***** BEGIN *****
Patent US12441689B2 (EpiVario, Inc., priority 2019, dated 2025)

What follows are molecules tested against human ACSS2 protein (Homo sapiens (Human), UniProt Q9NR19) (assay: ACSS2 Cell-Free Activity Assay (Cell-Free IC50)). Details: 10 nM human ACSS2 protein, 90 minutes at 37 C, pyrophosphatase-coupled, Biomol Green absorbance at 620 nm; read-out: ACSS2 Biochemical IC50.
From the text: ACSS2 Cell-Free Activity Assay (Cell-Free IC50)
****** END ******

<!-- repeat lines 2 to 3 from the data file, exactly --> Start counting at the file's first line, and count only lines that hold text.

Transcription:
What follows are molecules tested against human ACSS2 protein (Homo sapiens (Human), UniProt Q9NR19) (assay: ACSS2 Cell-Free Activity Assay (Cell-Free IC50)). Details: 10 nM human ACSS2 protein, 90 minutes at 37 C, pyrophosphatase-coupled, Biomol Green absorbance at 620 nm; read-out: ACSS2 Biochemical IC50.
From the text: ACSS2 Cell-Free Activity Assay (Cell-Free IC50)